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Abstract Wellbore cementing is critical for zonal isolation, bonding and supporting the casing downhole. In this paper, a novel high-performance micromaterial is presented for significantly improving the quality of the cement slurry and set cement tested in different API cements for horizontal wells. Its performance is compared to conventional Pozzolanic materials currently used in increasing cement properties. Strongly attractive for cementing horizonal wells, the innovative micromaterial provides excellent slurry stability, free water control, particulate suspension, and additional fluid loss control to superior set cement properties including high early compressive and tensile strengths, extremely low permeability, and zero shrinkage. This material offers consistently high performance and no variability of product quality as compared to Pozzolan materials that are derived as a by-product of coal burning. The key novelty and invaluable contribution of this research to the field is the application of a unique high-performance micromaterial that can deliver multiple desirable properties in both slurry and hardened cement. With the illustration of the material giving many good surprising properties, the cement design can be optimized by reducing the dosage of several cement additives in the admixture, giving potential cost savings to service companies or operators. During our investigation, the new material does not require an additional chemical to activate its unique functionality.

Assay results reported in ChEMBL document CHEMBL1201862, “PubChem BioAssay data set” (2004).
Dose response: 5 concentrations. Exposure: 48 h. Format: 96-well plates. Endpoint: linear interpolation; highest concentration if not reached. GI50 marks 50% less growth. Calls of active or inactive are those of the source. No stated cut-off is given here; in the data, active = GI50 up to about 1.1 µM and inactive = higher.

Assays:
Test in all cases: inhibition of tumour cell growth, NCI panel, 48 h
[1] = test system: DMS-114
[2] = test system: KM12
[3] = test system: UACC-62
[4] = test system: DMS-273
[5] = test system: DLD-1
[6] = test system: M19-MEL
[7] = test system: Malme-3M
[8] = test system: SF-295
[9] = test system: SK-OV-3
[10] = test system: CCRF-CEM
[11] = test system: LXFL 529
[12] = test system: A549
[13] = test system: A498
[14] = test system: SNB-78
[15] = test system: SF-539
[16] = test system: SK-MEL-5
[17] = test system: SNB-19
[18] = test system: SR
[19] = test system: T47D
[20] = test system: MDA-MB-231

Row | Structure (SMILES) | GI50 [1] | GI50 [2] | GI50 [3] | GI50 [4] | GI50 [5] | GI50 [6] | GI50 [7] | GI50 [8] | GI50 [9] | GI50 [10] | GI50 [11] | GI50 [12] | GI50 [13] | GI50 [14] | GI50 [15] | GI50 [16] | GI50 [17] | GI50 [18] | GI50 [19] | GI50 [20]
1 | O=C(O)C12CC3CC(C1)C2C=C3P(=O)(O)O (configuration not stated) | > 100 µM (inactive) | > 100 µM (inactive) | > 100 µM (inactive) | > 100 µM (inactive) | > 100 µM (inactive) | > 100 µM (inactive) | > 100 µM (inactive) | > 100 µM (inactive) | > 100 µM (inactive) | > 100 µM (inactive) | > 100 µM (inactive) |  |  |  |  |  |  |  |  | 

Pernites, Roderick (BJ Services) | Brady, Jason (BJ Services) | Padilla, Felipe (BJ Services) | Clark, Jordan (BJ Services) | Ramos, Gladyss (BJ Services) | Callahan, Jaron (BJ Services) | Garzon, Ricardo (BJ Services) | Sama, Raymond (BJ Services) | Embrey, Mark (BJ Services) | Fu, Diankui (BJ Services) | Johnson, David (Independent Resources Management) | Richey, Nicolas (Independent Resources Management)